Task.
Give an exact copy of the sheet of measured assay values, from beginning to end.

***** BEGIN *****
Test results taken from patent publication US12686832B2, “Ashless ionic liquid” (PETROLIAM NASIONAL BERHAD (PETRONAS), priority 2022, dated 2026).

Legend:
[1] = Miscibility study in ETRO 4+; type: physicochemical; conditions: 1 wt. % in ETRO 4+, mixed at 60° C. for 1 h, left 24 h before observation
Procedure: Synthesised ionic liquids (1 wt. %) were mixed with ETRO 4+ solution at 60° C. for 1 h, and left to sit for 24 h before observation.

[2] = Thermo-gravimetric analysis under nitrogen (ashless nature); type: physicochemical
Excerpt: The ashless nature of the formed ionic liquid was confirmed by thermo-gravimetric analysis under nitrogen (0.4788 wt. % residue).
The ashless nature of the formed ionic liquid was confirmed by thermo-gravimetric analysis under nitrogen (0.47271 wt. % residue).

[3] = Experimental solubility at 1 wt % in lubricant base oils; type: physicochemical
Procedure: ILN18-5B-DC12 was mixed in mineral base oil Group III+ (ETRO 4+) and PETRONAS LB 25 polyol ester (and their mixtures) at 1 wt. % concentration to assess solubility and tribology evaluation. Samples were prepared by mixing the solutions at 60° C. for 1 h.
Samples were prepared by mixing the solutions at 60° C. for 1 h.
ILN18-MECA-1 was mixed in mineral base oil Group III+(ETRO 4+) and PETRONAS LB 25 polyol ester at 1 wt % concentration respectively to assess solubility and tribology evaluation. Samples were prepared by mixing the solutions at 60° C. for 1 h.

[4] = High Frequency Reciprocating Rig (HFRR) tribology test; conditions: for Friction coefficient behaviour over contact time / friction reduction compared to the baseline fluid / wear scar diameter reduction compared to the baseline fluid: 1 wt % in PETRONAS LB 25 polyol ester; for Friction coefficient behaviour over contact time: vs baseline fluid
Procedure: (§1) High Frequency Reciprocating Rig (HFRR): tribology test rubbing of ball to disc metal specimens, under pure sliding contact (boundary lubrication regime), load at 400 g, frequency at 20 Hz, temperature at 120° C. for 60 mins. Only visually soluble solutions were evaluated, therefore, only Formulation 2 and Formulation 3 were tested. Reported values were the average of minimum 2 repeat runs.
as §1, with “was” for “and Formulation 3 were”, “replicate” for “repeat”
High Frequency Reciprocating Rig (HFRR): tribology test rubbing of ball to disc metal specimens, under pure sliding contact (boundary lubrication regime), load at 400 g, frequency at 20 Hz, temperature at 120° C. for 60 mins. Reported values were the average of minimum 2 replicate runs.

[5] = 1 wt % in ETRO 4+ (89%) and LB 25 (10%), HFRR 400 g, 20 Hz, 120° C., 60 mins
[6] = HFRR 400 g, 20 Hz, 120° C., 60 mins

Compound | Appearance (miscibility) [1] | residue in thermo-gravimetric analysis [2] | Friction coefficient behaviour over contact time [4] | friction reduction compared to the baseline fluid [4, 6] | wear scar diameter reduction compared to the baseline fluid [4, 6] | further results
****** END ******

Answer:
Test results taken from patent publication US12686832B2, “Ashless ionic liquid” (PETROLIAM NASIONAL BERHAD (PETRONAS), priority 2022, dated 2026).

Legend:
[1] = Miscibility study in ETRO 4+; type: physicochemical; conditions: 1 wt. % in ETRO 4+, mixed at 60° C. for 1 h, left 24 h before observation
Procedure: Synthesised ionic liquids (1 wt. %) were mixed with ETRO 4+ solution at 60° C. for 1 h, and left to sit for 24 h before observation.

[2] = Thermo-gravimetric analysis under nitrogen (ashless nature); type: physicochemical
Excerpt: The ashless nature of the formed ionic liquid was confirmed by thermo-gravimetric analysis under nitrogen (0.4788 wt. % residue).
The ashless nature of the formed ionic liquid was confirmed by thermo-gravimetric analysis under nitrogen (0.47271 wt. % residue).

[3] = Experimental solubility at 1 wt % in lubricant base oils; type: physicochemical
Procedure: ILN18-5B-DC12 was mixed in mineral base oil Group III+ (ETRO 4+) and PETRONAS LB 25 polyol ester (and their mixtures) at 1 wt. % concentration to assess solubility and tribology evaluation. Samples were prepared by mixing the solutions at 60° C. for 1 h.
Samples were prepared by mixing the solutions at 60° C. for 1 h.
ILN18-MECA-1 was mixed in mineral base oil Group III+(ETRO 4+) and PETRONAS LB 25 polyol ester at 1 wt % concentration respectively to assess solubility and tribology evaluation. Samples were prepared by mixing the solutions at 60° C. for 1 h.

[4] = High Frequency Reciprocating Rig (HFRR) tribology test; conditions: for Friction coefficient behaviour over contact time / friction reduction compared to the baseline fluid / wear scar diameter reduction compared to the baseline fluid: 1 wt % in PETRONAS LB 25 polyol ester; for Friction coefficient behaviour over contact time: vs baseline fluid
Procedure: (§1) High Frequency Reciprocating Rig (HFRR): tribology test rubbing of ball to disc metal specimens, under pure sliding contact (boundary lubrication regime), load at 400 g, frequency at 20 Hz, temperature at 120° C. for 60 mins. Only visually soluble solutions were evaluated, therefore, only Formulation 2 and Formulation 3 were tested. Reported values were the average of minimum 2 repeat runs.
as §1, with “was” for “and Formulation 3 were”, “replicate” for “repeat”
High Frequency Reciprocating Rig (HFRR): tribology test rubbing of ball to disc metal specimens, under pure sliding contact (boundary lubrication regime), load at 400 g, frequency at 20 Hz, temperature at 120° C. for 60 mins. Reported values were the average of minimum 2 replicate runs.

[5] = 1 wt % in ETRO 4+ (89%) and LB 25 (10%), HFRR 400 g, 20 Hz, 120° C., 60 mins
[6] = HFRR 400 g, 20 Hz, 120° C., 60 mins

Compound | Appearance (miscibility) [1] | residue in thermo-gravimetric analysis [2] | Friction coefficient behaviour over contact time [4] | friction reduction compared to the baseline fluid [4, 6] | wear scar diameter reduction compared to the baseline fluid [4, 6] | further results